You can see the process in action from your railroad coach window, as the train passes through Toledo, Ohio, at three in the morning.

All across the southern rim of Lake Erie, factories made of brick under the harsh midnight illumination of security lights begin to metamorphose back into clay soil.

The train moves slowly through the back lots of rust-belt cities, where the tracks themselves groan and rattle under the weight of the bogeys, and the whole urban backstage is like the rough inside of a carnival mask. From the streets along the refurbished waterfront, the city looks shiny and prosperous. It is the face the town fathers want to show. nightfactories

But from the rails, the potemkin city is revealed in its rich, resonant decay. It is the same in all municipalities, from Trenton to L.A. The tracks take us to our ruined monuments and we can see the picturesque disintegration of our urban ambitions.

I have always found these scenes seductive.

It is why I have always loved to ride the trains. It is the same thrill the theatergoer gets when allowed to wander backstage through the flies and backdrops. A bit of the mystery is explained but a greater mystery fills its place.

I have been awake all night, the passing lights flashing briefly through the window. In each Toledo or Syracuse, N.Y., we pass, the train rolls through the back yards of the inner city and shows us the unhinged screen doors, jacked-up Fords and abandoned barbecue grills. Once in a great while a kitchen light is on and you can see a man rummaging for a midnight snack in his refrigerator.

It is 3 a.m., and the Southern Crescent is pulling into Greensboro; the Twentieth Century Limited into Erie; the Empire Builder into Minneapolis; or the Sunset Limited into New Orleans.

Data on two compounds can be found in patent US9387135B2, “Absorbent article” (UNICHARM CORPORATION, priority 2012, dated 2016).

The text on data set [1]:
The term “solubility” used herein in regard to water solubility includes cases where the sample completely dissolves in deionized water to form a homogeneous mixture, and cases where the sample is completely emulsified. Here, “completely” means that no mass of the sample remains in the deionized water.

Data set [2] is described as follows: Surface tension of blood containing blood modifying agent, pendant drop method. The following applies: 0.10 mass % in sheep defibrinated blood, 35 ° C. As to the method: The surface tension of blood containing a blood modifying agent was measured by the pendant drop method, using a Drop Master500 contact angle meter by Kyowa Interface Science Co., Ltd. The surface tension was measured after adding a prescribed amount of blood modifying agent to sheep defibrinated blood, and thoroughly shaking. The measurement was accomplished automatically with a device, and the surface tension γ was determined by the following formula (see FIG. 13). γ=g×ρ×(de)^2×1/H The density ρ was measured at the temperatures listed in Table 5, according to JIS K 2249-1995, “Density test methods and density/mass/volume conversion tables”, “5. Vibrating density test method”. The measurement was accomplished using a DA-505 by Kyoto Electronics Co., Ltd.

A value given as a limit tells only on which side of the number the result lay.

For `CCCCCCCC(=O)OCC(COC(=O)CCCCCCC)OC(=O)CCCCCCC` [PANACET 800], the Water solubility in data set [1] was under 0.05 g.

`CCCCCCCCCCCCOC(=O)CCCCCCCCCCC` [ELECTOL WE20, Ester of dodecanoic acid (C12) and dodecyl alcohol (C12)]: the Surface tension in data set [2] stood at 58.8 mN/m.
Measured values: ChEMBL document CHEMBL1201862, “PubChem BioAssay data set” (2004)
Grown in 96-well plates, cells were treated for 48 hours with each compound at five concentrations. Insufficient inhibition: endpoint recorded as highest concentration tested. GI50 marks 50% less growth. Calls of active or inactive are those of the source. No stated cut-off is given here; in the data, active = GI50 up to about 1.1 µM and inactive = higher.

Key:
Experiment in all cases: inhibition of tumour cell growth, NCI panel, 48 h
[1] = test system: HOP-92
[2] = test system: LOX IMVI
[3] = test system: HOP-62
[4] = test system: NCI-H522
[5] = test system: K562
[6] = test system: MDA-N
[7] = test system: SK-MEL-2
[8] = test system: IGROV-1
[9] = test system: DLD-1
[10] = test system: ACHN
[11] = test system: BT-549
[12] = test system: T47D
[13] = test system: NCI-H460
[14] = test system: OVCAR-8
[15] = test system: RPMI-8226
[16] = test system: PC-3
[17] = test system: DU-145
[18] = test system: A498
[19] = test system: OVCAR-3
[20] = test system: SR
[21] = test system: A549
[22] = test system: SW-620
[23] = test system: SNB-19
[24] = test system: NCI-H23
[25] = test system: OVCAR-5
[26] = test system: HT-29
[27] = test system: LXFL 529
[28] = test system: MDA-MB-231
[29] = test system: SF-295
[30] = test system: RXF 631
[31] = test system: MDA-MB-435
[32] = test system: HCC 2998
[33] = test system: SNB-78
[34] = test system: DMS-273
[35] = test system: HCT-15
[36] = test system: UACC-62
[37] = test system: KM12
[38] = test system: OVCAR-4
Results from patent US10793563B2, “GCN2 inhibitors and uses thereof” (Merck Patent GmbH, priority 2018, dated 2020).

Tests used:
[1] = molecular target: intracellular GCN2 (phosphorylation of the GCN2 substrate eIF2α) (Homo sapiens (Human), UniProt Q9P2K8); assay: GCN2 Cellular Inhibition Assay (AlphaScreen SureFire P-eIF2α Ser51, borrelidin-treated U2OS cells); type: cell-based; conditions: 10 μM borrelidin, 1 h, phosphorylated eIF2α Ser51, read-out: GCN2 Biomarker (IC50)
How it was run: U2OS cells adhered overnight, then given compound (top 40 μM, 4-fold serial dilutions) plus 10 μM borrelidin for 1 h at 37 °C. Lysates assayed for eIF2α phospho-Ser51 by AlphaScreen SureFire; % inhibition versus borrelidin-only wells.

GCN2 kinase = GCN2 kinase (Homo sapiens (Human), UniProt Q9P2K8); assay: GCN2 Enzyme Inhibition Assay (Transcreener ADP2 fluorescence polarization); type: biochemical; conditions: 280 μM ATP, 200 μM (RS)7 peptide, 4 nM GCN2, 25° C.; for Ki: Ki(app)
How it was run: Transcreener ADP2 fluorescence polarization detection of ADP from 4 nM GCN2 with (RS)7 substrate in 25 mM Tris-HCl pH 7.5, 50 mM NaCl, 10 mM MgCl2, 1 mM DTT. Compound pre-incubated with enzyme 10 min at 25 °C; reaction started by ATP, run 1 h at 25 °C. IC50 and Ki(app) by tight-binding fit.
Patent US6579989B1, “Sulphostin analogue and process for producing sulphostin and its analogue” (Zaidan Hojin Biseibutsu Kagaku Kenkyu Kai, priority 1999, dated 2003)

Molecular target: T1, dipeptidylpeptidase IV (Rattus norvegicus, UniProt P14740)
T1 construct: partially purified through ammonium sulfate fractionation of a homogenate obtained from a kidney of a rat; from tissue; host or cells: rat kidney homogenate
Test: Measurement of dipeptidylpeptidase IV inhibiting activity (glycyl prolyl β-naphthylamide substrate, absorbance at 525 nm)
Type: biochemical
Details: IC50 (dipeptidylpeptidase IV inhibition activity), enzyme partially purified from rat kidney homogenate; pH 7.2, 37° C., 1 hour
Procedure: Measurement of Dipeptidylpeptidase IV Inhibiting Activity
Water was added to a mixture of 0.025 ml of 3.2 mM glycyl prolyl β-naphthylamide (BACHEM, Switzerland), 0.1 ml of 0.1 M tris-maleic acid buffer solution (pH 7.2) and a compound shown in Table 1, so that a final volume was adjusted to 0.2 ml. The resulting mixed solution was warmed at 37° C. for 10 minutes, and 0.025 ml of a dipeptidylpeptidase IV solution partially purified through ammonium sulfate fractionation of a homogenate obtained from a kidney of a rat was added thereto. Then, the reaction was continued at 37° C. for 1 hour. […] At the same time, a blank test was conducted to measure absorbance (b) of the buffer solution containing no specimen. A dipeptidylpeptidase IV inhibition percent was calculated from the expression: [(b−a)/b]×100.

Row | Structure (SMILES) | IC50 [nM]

The train crawls into the station past the lowered crossing gate with its flashing lights and clanging bells. Behind it wait the one or two trucks working at this hour. A squeal of airbrakes and the shush of escaping air and the train comes to a halt. The passengers step off the stairway at the end of the coach, hanging on the thin metal rod that counts as a handrail, looking for the relatives who have awakened in the middle of the night to meet them.

While we wait, the brakemen walk back and forth under the passenger windows checking the journal boxes with their flashlights.factory 1

Then the car jerks forward with a rattle and the train picks up speed. Out my window, I see a junk yard surrounded with a tornado fence topped with coils of barbed wire. It is followed by an empty five-story brick factory. A thousand windows face the tracks and not one has an unbroken pane of glass; what is left is a tracery of empty mullions. The roof has partially collapsed and what was once a loading dock is now a tangle of wire, iron and tatters of tarpaper.

It is a world of oily soot collected as a film on steel I-beams, a world of concrete rubble and red bricks turning back to powder.

What is garish in the electric light disappears in the inky black and the clack of the rails rises by a tone and opens wide as the train begins to cross a bridge. On the other side, the train leaves the city, entering the suburbs that are unlit and fast asleep.

Up front, the airhorn sounds its warning and the slow burn of sunrise is faint behind us.

At one point, we pass our companion train, headed in the other direction toward the sunrise from which we came. The two trains slow as they pass each other in a kind of railroad pasodoble, and I can see dimly into the passing coaches.
birdswarm 1Most passengers are sleeping, their heads drooped back and their mouths hanging wide. But every so often you see another face looking back at you.

A rising cloud of blackbirds rotates into the air, roused by the train. As we pass, they settle again into the bare winter trees.

Who can sleep in such poetry.